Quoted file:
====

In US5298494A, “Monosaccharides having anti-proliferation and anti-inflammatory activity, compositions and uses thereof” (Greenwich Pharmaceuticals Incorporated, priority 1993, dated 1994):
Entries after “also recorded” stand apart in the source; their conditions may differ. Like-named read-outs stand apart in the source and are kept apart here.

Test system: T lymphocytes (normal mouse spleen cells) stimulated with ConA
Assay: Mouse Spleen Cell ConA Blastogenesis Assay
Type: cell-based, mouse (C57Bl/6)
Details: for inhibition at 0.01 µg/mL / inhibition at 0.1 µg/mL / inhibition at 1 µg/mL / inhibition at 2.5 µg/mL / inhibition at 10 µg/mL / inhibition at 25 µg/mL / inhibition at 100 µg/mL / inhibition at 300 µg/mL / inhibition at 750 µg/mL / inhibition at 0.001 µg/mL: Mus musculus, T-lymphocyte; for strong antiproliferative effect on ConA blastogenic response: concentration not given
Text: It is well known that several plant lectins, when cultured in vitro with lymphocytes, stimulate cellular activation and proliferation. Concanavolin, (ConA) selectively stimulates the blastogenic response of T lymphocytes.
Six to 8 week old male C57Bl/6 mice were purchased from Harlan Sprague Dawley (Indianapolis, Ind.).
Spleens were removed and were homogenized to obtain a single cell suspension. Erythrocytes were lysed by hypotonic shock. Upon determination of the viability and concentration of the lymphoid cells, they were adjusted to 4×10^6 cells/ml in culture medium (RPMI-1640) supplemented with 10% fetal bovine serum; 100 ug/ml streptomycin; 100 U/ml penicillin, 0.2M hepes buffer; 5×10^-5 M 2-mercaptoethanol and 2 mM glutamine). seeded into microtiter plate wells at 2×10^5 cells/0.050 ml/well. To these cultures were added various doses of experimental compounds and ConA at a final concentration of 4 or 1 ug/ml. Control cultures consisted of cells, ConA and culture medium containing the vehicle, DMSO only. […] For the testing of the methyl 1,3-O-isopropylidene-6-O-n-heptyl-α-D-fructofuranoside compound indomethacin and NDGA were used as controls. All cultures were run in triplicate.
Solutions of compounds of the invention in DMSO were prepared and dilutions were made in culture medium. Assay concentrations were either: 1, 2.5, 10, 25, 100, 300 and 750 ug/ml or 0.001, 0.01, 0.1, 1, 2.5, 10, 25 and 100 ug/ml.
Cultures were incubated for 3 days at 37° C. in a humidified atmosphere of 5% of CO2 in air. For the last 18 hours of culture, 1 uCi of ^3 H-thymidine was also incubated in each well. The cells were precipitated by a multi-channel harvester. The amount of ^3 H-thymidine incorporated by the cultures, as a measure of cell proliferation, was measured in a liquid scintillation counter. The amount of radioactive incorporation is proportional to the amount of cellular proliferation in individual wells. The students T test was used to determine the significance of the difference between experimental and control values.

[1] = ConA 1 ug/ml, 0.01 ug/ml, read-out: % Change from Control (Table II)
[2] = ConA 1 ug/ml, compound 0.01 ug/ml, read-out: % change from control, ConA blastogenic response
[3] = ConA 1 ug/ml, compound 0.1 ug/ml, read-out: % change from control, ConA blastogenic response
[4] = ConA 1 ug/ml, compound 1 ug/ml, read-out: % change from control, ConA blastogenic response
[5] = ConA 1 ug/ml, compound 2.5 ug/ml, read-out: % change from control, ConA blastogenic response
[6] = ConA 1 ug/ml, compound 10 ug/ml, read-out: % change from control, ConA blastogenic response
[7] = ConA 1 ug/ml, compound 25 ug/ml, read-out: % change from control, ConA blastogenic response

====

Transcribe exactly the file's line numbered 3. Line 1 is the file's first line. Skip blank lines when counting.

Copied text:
Test system: T lymphocytes (normal mouse spleen cells) stimulated with ConA